More General Velocity Excitations

From Eq.(E.11), it is clear that initializing any single K variable corresponds to the initialization of an infinite number of W variables and . That is, a single K variable corresponds to only a single column of for only one of the interleaved grids. For example, referring to Eq.(E.11), initializing the K variable to -1 at time (with all other intialized to 0) corresponds to the W-variable initialization

with all other W variables being initialized to zero. In view of earlier remarks, this corresponds to an impulsive velocity excitation on only one of the two subgrids. A schematic depiction from to of the W variables at time is as follows:

(E.14) |

Below the solid line is the sum of the left- and right-going traveling-wave components,

(E.15) |

(E.16) |

(E.17) |

(E.18) |

The sequence consists of a dc (zero-frequency) component with amplitude , plus a sampled sinusoid of amplitude oscillating at half the sampling rate . The dc component is physically correct for an initial velocity point-excitation (a spreading square pulse on the string is expected). However, the component at is usually regarded as an artifact of the finite difference scheme. From the DW interpretation of the FDTD scheme, which is an exact, bandlimited physical interpretation, we see that physically the component at comes about from initializing velocity on only one of the two interleaved subgrids of the FDTD scheme. Any asymmetry in the excitation of the two interleaved grids will result in excitation of this frequency component.

Due to the independent interleaved subgrids in the FDTD algorithm, it is nearly always non-physical to excite only one of them, as the above example makes clear. It is analogous to illuminating only every other pixel in a digital image. However, joint excitation of both grids may be accomplished either by exciting adjacent spatial samples at the same time, or the same spatial sample at successive times instants.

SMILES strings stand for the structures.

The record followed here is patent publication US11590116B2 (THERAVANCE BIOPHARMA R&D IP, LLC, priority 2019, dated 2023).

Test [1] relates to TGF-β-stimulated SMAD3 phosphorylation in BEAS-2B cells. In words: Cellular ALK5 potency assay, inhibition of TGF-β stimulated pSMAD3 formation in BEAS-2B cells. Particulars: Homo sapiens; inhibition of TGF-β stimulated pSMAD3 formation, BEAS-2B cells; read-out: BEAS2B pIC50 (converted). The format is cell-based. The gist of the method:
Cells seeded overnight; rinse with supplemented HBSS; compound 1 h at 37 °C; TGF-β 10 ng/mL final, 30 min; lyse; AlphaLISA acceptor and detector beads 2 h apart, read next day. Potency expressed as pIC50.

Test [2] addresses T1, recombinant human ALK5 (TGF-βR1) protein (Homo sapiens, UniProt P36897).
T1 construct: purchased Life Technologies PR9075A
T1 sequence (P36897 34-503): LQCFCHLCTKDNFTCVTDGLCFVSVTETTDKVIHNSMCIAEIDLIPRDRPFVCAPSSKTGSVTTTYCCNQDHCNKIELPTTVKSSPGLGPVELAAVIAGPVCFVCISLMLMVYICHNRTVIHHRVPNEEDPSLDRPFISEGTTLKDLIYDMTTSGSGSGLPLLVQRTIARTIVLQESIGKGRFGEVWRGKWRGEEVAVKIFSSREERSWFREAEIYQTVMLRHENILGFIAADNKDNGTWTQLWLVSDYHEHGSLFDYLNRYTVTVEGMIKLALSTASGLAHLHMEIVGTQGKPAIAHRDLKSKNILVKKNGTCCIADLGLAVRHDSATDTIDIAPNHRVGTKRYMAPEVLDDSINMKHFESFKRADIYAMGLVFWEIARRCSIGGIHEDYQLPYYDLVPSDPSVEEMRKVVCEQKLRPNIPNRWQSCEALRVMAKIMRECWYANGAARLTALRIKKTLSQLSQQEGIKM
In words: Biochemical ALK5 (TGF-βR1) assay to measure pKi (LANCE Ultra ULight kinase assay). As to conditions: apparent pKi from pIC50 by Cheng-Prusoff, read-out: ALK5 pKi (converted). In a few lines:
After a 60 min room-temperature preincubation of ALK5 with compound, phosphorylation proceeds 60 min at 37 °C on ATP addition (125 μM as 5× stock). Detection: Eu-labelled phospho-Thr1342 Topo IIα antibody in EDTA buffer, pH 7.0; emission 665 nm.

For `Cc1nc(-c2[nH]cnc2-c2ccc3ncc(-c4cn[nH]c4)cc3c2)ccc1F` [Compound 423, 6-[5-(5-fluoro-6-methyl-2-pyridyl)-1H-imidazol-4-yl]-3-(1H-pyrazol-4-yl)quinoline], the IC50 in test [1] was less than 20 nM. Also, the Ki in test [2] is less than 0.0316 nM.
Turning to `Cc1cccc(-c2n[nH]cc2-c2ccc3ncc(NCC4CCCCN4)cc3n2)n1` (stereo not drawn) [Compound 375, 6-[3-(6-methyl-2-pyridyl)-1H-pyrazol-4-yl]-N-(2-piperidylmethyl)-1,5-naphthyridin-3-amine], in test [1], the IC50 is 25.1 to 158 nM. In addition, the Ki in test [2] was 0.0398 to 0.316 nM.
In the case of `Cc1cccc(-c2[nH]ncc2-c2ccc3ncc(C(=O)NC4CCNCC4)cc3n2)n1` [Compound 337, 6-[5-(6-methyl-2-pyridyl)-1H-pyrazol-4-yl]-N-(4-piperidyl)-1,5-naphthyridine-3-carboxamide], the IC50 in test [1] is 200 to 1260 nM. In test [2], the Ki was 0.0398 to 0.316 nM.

In addition to the W components being non-local, they can demand a larger dynamic range than the K variables. For example, if the entire semi-infinite string for is initialized with velocity , the initial displacement traveling-wave components look as follows:

(E.19) |

and the variables evolve forward in time as follows:

(E.20) |

(E.21) |

(E.22) |

Thus, the left semi-infinite string moves upward at a constant velocity of 2, while a ramp spreads out to the left and right of position at speed , as expected physically. By Eq.(E.9), the corresponding initial FDTD state for this case is

where denotes the set of all integers. While the FDTD excitation is also not local, of course, it is bounded for all .

Since the traveling-wave components of initial velocity excitations are generally non-local in a displacement-based simulation, as illustrated in the preceding examples, it is often preferable to use velocity waves (or force waves) in the first place [450].

Another reason to prefer force or velocity waves is that displacement
inputs are inherently impulsive. To see why this is so, consider that
any physically correct driving input must effectively exert some
finite force on the string, and this force is free to change
arbitrarily over time. The ``equivalent circuit'' of the infinitely
long string at the driving point is a ``dashpot'' having real,
positive resistance
. The applied force
can be
divided by
to obtain the velocity
of the string driving
point, and this velocity is free to vary arbitrarily over time,
proportional to the applied force. However, this velocity must be
*time-integrated* to obtain a displacement
. Therefore,
there can be *no instantaneous displacement response to a finite
driving force*. In other words, any instantaneous effect of an input
driving signal on an output displacement sample is non-physical except
in the case of a massless system. Infinite force is required to move
the string instantaneously. In sampled displacement simulations, we
must interpret displacement changes as resulting from time-integration
over a sampling period. As the sampling rate increases, any
physically meaningful displacement driving signal must converge to
zero.

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Center for Computer Research in Music and Acoustics (CCRMA), Stanford University